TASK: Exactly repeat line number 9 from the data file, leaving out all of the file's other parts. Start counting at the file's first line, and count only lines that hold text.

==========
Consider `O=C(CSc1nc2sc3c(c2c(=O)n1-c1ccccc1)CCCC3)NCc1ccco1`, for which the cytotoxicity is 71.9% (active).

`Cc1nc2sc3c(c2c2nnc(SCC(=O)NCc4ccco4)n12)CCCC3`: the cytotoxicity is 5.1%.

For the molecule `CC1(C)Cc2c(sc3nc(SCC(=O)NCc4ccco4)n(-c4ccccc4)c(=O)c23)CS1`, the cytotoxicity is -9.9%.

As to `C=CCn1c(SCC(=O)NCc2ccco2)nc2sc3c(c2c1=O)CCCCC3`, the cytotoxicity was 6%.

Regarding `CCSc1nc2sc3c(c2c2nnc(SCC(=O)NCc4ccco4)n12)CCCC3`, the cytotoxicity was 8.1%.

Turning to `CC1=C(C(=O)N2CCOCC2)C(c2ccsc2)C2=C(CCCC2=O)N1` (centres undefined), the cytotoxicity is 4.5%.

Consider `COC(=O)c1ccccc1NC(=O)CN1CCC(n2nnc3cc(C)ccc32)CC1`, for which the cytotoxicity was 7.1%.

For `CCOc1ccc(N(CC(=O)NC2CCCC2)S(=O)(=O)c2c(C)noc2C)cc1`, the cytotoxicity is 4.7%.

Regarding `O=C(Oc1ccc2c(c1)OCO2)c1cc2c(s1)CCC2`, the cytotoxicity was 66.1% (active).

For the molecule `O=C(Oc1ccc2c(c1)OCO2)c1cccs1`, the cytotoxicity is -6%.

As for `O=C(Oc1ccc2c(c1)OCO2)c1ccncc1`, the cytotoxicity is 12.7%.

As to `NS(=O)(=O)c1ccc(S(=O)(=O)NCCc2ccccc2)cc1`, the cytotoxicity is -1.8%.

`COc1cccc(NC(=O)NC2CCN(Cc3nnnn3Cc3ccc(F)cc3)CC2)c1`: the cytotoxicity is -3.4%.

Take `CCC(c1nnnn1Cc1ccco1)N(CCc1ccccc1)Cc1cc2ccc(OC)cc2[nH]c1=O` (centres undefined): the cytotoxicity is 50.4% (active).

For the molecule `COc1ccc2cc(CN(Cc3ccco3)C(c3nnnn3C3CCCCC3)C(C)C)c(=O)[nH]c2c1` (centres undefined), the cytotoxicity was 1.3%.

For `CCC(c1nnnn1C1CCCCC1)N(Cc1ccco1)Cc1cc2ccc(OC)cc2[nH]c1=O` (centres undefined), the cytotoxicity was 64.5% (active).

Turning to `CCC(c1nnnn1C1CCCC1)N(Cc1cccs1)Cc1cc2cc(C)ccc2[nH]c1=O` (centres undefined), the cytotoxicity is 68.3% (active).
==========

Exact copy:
Regarding `O=C(Oc1ccc2c(c1)OCO2)c1cc2c(s1)CCC2`, the cytotoxicity was 66.1% (active).